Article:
With the 2008 Cayenne – sporting a brave new facelift as well as more power – trickling into dealers this year, Porsche went looking for an event it could enter to do the job it perhaps should have done originally: a suitably epic off-road trek to show off the vehicle’s broad range of on- and off-road capabilities, while also demonstrating its long-distance endurance. It found such an event in the gruelling Trans-Siberian rally, a 6,200-km adventure covering the distance between Moscow to Ulan Bator, Mongolia.

The rally will include significant amounts of high-speed travel, as well as severe off-road portions
The rally will include significant amounts of high-speed travel, as well as severe off-road portions. Click image to enlarge

Launched in 2003 and now organized by a group of German off-road enthusiasts, the “Rallye Transsyberia,” as it is known, combines high-speed road stages as well as gruelling off-road stretches. Through Russia, participants will need to cover upwards of 1,000 km on some days at high speeds. Through Mongolia, where roads are few and far between, drivers will not only have to maintain enough momentum through the Gobi desert to cover between 200 and 450 km per day, but will also have to drive through several special off-road exercises. All in all, a tough test for any vehicle and its two-person team.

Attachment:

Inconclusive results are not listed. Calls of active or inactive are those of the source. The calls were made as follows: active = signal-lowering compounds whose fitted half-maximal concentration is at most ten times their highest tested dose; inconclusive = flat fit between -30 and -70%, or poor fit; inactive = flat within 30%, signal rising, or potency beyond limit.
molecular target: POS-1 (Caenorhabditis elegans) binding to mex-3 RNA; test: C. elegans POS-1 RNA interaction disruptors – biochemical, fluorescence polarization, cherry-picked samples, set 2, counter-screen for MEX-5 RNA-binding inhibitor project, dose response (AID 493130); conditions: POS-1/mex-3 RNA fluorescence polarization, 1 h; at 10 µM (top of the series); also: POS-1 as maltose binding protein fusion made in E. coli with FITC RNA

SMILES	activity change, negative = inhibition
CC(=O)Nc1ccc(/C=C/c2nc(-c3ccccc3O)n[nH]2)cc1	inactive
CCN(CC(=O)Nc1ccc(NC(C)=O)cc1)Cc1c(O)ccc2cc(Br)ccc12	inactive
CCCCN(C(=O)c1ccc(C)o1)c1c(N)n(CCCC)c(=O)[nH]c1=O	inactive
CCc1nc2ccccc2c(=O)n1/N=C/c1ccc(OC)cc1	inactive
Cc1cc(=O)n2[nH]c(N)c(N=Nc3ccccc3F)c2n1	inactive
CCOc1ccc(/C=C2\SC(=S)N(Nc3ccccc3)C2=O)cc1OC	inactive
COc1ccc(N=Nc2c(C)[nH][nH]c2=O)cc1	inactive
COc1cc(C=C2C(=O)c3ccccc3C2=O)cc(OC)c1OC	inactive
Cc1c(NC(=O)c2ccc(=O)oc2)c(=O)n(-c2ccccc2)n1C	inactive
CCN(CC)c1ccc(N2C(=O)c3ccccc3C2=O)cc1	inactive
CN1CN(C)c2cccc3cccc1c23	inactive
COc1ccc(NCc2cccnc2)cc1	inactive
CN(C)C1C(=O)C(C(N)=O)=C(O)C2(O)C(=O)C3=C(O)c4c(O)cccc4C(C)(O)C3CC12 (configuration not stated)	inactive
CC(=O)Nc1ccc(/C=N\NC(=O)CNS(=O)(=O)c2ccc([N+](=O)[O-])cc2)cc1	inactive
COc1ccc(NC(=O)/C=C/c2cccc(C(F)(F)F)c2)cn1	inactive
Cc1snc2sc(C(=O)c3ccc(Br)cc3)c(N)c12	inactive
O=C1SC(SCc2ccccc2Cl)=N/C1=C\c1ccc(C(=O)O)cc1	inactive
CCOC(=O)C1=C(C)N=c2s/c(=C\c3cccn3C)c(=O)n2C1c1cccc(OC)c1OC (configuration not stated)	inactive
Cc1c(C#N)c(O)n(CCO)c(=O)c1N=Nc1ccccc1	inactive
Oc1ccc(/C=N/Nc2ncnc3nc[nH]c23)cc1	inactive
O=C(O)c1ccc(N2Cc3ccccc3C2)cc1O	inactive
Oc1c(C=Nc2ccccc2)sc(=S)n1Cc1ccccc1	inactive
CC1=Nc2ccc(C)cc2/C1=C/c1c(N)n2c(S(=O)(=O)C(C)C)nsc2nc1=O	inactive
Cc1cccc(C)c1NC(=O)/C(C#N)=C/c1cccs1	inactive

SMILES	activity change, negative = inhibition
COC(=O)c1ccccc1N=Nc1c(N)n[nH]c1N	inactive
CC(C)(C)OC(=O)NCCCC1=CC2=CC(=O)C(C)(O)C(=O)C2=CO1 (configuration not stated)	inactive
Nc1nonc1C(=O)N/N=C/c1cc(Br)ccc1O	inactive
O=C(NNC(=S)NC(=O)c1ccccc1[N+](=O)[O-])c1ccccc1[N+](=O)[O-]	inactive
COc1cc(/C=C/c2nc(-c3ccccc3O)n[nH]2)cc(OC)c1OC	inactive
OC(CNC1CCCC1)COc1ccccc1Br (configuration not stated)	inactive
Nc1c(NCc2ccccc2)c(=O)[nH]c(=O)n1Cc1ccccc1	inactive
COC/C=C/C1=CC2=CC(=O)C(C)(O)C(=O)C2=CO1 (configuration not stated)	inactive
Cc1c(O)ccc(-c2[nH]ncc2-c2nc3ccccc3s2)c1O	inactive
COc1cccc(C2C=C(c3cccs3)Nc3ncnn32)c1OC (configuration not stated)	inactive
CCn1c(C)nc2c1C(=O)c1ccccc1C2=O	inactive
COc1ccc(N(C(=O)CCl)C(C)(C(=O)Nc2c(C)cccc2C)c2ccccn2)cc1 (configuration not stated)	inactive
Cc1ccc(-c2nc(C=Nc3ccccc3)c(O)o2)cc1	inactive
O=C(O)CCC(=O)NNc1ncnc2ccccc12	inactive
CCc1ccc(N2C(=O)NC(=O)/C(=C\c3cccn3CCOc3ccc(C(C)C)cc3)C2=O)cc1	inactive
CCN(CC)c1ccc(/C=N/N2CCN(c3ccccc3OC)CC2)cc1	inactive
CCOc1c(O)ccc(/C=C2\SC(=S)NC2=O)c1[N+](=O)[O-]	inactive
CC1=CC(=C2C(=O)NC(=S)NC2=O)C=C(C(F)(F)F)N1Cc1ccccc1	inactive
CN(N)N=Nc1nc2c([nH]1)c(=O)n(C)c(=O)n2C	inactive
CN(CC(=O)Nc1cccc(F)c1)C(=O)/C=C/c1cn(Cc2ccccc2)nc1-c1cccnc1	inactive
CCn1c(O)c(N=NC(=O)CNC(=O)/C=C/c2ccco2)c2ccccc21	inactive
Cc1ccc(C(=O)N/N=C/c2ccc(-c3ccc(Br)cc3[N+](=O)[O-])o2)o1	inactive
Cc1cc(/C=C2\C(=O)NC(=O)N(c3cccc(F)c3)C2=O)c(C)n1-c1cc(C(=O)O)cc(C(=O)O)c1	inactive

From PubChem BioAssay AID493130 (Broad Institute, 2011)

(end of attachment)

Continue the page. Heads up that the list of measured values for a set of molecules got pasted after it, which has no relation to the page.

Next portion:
Prepared by Porsche’s motorsports department in Leipzig, the 25 Cayenne S Transsyberia (the first factory Cayenne race car) models are lightly modified, impressive as much for their GT3RS-inspired paint jobs as for the mechanical mods underneath. Save for the addition of a lightweight sports exhaust system – available as an option on roadgoing models – the drivetrain is stock, with a 4.8-litre, 385-hp V8 delivering power to all four wheels through Porsche’s six-speed automatic and all-wheel-drive system.